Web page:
Private equity firms might not be the most obvious port of call for companies in need of the technical skillsets to transition ‘projects’ to ‘mines’, but, in recent years, Appian Capital Advisory LLP has shown the industry that it has all the credentials to help with this transition.
The firm, headquartered in London but calling on expertise from across the globe, has just completed divestments of the Santa Rita nickel mine and the Serrote copper mine, both in Brazil.
Sibanye-Stillwater, the purchaser, agreed to pay Appian $1 billion, plus a 5% net smelter return (NSR) royalty over potential future underground production at Santa Rita, for the assets, with the private equity firm, in the process, pocketing a pretty profit.
In 2018, Appian acquired Atlantic Nickel (owner of Santa Rita) out of bankruptcy for $68 million and Mineração Vale Verde, the owner of Serrote, for $40 million.
It reoriented the former large-scale open-pit mine into a much more conservative – and profitable – mine able to produce around 20,000-25,000 t/y of contained nickel sulphide equivalent. It also carried out extensive drilling to showcase its underground potential, prolonging its mine life.
The plans at Serrote, meanwhile, were re-evaluated in a DFS. Having completed project construction and commissioning ahead of schedule and under budget, the mine is now ramping up to nameplate capacity of 20,000 t/y of copper equivalent.
These two divestments represent the fourth and fifth portfolio sales the company completed this year. The others included the sale of its 13.2% interest in West Africa-focused gold company Roxgold to Fortuna Silver Mines, the sale of its 0.28% NSR royalty over the large-scale Caserones copper mine in Chile and the repayment of a royalty Appian held over Peak Resources’ Ngualla rare earth project in Tanzania.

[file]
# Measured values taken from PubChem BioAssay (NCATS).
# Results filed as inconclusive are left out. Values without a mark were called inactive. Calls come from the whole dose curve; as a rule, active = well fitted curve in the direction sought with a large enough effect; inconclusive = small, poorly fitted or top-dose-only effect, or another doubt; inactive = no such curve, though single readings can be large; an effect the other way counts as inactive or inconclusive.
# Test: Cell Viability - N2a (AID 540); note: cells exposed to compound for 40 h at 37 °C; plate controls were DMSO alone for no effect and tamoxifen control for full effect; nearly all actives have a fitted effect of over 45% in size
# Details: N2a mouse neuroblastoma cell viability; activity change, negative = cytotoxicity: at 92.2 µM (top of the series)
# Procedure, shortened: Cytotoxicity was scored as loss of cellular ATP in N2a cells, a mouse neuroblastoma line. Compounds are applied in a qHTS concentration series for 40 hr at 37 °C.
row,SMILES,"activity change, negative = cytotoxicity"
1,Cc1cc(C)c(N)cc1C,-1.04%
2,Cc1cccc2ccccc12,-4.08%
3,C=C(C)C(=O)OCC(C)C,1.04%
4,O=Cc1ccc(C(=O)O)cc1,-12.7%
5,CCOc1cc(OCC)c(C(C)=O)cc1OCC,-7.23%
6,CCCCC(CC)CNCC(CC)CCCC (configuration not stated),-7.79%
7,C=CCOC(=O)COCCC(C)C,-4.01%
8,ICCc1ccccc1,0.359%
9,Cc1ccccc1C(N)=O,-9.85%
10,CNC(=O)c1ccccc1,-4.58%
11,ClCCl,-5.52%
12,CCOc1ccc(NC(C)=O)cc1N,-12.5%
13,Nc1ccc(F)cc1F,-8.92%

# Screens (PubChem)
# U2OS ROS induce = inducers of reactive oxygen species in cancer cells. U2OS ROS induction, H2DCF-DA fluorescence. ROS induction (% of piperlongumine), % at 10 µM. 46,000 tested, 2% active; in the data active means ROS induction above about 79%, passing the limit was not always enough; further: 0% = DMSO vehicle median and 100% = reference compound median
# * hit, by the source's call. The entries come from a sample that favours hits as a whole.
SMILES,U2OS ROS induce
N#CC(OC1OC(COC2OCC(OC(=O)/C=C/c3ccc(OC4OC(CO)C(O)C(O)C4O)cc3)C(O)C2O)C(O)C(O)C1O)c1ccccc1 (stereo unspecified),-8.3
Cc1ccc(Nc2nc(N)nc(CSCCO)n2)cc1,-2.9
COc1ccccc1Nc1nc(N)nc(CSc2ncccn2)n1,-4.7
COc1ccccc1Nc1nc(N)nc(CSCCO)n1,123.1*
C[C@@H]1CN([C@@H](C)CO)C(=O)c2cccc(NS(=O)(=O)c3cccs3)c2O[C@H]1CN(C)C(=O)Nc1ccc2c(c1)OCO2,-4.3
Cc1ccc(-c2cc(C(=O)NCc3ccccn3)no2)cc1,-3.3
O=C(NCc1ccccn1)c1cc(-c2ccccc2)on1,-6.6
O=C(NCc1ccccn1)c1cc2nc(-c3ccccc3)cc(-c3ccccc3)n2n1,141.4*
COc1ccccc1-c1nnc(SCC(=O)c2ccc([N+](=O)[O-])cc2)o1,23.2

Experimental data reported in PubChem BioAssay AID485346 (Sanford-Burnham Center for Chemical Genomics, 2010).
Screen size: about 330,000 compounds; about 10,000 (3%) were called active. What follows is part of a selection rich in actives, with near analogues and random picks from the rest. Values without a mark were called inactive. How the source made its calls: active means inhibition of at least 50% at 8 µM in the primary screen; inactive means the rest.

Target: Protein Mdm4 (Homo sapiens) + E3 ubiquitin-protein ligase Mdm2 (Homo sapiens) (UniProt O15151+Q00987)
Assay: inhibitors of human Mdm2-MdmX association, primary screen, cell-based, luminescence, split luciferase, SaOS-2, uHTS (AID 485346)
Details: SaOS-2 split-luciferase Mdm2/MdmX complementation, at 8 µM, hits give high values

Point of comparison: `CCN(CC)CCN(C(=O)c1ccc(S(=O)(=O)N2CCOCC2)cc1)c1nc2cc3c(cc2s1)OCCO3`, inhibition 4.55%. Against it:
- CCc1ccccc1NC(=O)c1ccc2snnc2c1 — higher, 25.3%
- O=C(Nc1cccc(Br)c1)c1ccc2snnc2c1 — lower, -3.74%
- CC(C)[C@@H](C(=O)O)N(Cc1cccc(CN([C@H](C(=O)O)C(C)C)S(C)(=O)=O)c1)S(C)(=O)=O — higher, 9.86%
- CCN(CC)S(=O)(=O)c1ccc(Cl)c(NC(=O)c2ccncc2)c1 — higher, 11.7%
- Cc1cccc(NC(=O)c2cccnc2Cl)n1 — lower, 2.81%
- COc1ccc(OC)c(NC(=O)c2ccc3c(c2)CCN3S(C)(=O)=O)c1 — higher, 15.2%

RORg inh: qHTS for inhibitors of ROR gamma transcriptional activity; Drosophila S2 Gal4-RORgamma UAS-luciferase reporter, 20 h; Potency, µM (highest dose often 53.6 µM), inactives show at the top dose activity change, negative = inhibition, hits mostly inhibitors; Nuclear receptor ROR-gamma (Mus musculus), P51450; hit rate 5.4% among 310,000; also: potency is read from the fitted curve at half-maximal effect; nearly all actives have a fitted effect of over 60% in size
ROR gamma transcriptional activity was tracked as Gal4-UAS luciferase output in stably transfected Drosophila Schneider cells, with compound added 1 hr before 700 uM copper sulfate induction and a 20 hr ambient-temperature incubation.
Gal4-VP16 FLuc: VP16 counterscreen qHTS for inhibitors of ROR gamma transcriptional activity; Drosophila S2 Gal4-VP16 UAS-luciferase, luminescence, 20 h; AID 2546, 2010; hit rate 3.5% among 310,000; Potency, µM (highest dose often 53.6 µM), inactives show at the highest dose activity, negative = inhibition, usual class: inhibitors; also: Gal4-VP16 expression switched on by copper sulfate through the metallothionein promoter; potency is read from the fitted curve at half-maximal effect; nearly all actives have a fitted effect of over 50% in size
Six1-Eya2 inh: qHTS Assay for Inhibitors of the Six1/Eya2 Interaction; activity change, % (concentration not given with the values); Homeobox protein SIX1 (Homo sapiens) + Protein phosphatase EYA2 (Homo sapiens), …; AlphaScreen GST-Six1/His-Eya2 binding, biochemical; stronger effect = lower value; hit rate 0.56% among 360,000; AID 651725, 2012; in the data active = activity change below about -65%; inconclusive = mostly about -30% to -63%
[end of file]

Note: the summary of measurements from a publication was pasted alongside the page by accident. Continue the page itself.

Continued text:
The diversity of these asset exits is indicative of how well-versed mining-focused Appian is in the sector’s ‘hot commodities’, but there is more to appreciate here than purely financial gains and well-timed acquisitions and divestments.
“People know that not all money is created equal,” Michael W Scherb, Founder and CEO of Appian (pictured), told IM. “We have a team that is able to solve specific operational challenges – we can call on specialists to solve problems on the process flowsheet side, for instance – while providing financial advice to avoid expensive streams and set assets up for profitability.”
Scherb’s words are backed up by a solid track record: seven of nine investments it has made have resulted in mine builds. Its divestments have also provided healthy returns.
The company has been able to do this by recruiting industry specialists – mining and finance – and educating them on the facets they need to succeed in both the private equity and mining world.
“People that join Appian need to be multi-faceted,” Scherb said. “We get mining folks to think like investors and vice versa,” he said.
This has seen them build a project review team populated with former consultants and an operations team full of mine personnel with operational experience.
“We then get all personnel to cross-train across these teams to avoid any siloed disciplines,” Scherb explained.
Take Santa Rita as an example of where this expertise paid off.
The company carried out a six-month due diligence process on Santa Rita, which led to the development of a more defensive and low-cost mine plan able to see the asset through nickel price peaks and troughs – in stark contrast to the plan former operator Mirabela Nickel had for the asset.